During the latest instalment of the Canadian Writers in Person series on Jan. 26, poet Gregory Scofield spoke about his 2011 poetry collection Louis: The Heretic Poems. York teaching assistant Dana Patrascu-Kingsley sent the following report to YFile.
Canadian author Gregory Scofield visited York on Jan. 26 to read from his 2011 collection Louis: The Heretic Poems, which explores the private and public narratives of Métis leader Louis Riel.
A Métis poet, Scofield teaches First Nations and Métis literature and storytelling at Laurentian University, and has worked with the Gabriel Dumont Institute to develop and promote resource materials on traditional Métis art practices. He has written six volumes of poetry and a memoir, and his debut collection of poems won the Dorothy Livesay Poetry Prize.
When talking about how he came up with the idea to write about Louis Riel, Scofield explained that he was aware that there were a lot of texts written about the First Nations leader, and he wondered if any of them had been written by Métis people. He discovered that accounts about Riel were all written by outsiders to the Métis community, so he “started thinking about Louis Riel as a person, not a martyr, hero or egomaniac,” and out of his desire to understand Riel as a person came this collection of poems that humanize a historical figure.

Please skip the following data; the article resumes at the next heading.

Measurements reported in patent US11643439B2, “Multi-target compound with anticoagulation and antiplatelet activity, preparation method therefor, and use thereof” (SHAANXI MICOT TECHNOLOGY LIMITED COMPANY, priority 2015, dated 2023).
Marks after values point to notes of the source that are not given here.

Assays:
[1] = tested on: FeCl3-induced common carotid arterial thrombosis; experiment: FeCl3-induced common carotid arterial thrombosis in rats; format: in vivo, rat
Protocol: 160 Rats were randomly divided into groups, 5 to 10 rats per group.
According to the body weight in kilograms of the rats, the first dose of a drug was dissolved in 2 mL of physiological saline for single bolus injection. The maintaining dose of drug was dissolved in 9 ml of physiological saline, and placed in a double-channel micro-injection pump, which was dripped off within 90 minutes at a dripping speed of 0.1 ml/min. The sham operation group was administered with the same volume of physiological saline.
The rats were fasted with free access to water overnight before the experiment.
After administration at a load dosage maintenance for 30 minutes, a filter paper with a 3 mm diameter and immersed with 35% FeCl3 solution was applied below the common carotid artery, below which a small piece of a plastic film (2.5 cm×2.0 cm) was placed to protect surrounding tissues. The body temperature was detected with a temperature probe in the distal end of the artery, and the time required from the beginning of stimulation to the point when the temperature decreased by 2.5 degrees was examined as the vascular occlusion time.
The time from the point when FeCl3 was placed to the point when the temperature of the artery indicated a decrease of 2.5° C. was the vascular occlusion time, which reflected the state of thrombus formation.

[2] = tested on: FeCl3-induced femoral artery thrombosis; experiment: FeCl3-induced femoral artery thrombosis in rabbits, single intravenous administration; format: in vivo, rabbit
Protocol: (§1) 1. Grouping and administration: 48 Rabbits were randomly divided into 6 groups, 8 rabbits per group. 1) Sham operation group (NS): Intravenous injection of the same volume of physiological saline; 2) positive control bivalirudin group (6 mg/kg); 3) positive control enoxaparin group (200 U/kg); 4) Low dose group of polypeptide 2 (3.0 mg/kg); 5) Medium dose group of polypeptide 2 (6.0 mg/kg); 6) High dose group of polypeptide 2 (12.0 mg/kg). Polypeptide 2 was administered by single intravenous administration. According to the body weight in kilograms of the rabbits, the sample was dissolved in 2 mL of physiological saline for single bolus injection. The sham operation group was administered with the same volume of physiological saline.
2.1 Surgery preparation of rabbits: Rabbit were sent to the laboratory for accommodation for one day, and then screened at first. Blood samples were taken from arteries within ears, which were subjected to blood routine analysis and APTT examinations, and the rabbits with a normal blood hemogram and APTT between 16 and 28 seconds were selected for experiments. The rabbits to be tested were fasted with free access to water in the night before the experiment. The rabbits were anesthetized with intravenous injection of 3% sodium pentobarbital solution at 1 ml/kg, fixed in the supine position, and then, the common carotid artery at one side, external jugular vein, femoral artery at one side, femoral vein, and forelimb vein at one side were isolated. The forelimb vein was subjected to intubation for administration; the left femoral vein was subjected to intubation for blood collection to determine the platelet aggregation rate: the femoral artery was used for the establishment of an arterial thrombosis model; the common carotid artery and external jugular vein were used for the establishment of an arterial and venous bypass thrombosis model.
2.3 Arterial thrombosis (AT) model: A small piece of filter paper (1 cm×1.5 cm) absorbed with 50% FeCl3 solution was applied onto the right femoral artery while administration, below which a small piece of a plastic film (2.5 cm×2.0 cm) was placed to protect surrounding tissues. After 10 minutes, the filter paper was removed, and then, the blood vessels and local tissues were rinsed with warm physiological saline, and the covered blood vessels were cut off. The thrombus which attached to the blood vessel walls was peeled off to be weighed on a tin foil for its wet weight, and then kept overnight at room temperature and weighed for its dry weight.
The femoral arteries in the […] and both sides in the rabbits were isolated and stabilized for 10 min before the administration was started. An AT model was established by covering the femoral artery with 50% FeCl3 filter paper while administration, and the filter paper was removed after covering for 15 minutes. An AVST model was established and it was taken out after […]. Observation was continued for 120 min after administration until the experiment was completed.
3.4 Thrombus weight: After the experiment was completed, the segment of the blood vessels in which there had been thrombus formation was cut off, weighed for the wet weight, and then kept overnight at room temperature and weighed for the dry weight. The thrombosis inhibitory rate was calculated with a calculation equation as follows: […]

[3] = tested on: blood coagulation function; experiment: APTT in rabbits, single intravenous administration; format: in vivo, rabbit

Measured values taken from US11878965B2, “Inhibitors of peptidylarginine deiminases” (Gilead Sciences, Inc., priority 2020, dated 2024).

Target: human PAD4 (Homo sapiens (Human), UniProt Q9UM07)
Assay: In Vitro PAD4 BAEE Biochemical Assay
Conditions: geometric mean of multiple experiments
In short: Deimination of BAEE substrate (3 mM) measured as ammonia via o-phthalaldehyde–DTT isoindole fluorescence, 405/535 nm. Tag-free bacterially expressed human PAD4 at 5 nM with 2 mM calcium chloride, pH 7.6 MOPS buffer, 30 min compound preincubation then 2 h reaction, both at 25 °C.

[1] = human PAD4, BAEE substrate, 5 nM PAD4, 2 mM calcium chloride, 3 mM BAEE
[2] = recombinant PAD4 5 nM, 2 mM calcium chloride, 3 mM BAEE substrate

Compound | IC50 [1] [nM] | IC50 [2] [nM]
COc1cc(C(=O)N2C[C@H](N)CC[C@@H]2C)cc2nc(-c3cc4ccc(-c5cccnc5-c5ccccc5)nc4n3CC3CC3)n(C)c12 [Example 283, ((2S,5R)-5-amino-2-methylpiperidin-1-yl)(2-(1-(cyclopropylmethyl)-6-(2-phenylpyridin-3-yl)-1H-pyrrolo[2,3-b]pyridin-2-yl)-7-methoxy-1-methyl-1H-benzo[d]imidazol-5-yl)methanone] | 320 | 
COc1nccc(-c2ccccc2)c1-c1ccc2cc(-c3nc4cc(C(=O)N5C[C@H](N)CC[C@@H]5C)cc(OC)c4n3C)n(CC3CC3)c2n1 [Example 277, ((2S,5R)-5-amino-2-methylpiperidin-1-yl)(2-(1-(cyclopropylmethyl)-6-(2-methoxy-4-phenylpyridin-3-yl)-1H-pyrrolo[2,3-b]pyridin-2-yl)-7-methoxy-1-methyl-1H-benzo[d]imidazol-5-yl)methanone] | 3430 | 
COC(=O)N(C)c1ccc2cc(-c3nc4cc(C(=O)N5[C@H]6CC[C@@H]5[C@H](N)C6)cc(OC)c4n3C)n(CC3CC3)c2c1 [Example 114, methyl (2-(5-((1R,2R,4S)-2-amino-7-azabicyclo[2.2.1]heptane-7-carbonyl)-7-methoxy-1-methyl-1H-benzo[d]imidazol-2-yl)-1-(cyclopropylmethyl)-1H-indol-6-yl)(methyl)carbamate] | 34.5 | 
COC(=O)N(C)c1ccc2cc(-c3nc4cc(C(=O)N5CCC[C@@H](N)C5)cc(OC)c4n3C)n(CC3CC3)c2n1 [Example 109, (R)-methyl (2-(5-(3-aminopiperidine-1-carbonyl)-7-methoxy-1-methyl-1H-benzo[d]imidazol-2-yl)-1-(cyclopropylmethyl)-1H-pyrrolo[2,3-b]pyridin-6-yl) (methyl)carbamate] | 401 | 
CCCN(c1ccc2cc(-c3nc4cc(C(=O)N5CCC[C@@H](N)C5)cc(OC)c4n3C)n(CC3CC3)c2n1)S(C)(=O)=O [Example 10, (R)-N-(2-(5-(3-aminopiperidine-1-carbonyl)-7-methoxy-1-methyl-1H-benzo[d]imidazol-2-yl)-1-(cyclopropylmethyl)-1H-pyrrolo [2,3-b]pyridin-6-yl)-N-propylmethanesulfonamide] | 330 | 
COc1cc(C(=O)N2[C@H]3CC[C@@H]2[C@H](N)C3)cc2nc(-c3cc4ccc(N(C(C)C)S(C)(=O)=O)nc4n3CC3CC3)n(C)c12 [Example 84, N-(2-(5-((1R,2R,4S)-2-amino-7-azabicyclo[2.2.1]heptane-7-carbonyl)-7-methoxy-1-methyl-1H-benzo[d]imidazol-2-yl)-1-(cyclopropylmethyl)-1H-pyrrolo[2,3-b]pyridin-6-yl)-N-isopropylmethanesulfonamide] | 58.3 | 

Nightwood Editions describes this volume in the following way: “Few figures in Canadian history have attained such an iconic status as Louis Riel. Celebrated Métis poet Gregory Scofield takes a fresh look at Riel in his new collection, Louis: The Heretic Poems, challenging traditional conceptions of Riel as simply a folk hero and martyr. By juxtaposing historical events and quotes with the poetic narrative, Scofield draws attention to the side of the Métis leader that most Canadians have never contemplated: that of husband, father, friend and lover, poet and visionary.”
He spoke to those gathered about being inspired to write these poems by a chance encounter with a first-edition volume of poetry by Riel. Scofield writes about identity, and thinks of writing poetry as “a way of working things out.” As he points out, he “writes about a community, from within the community.” His poems illustrate this act of “active witnessing” from within the community.
On Feb. 9, Colin McAdam will read from and talk about his novel A Beautiful Truth. Readings are free and open to any member of the public. For more information, contact Professor Leslie Sanders at firstname.lastname@example.org or Professor Gail Vanstone at email@example.com. All readings are held Tuesdays from 7 to 9pm in 206 Accolade West Building, Keele campus.